Naturalistic Worldview Considerations

Understanding a Worldview

"Understanding a Worldview" is a 12-slide presentation which aims to help you consider your worldview in new light.

With the Powerpoint file (PPT - 1,329 kB), it can be used for group presentations/discussions.


Examining the Worldview Spectrum
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This diagram facilitates your considering the full expanse of your worldview. Also, you can ask yourself how strongly your own social setting is shaping your outlook. Be aware that your cultural milieu may restrict both how you interpret the world, and how you define yourself. Everyone’s perceptions are shaped by the prevailing majority. Even though you may be of a minority opinion on an issue, mainstream opinion carries weight.

A context that is robust in urging particular conceptions, such as deity-belief, can curtail your outlook considerably. It can also narrow your self-identity. Any activist need to know that a pinched self-identity can impede resourcefulness and undermine practicality. Although nonconforming minorities can't escape majority pressure, when engaging the broader community of citizens, they can be flexible and prevent it from diminishing their efficacy.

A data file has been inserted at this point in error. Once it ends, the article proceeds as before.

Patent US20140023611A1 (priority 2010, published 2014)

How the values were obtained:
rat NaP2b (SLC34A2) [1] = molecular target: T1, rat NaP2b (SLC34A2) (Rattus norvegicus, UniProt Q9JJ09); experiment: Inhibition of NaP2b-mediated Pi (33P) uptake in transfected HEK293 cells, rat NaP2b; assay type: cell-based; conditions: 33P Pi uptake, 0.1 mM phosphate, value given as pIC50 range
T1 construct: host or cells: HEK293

Brights and Supers Compared
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This“Cliff’s Notes Guide to Supers and Brights” illustrates that people may self-identify in varied (and multiple) ways. Observe that a distinction between religious and nonreligious is not congruent with the demarcation between supers and brights. A great many supers do not identify by religion. Most brights may be nonreligious, but some uphold a religious association for cultural reasons. Do most atheists have a naturalistic outlook? Yes, but there are also atheists who do not!

The diagram should be interpreted only in the generic sense. The labels (supers/brights) are best reserved for generic use and not applied to specific persons (unless, of course, those persons have adopted the characterization for themselves). Individuals generally choose labels that honestly suit them. One should beware of imposing labels upon others. No one really knows another’s worldview.

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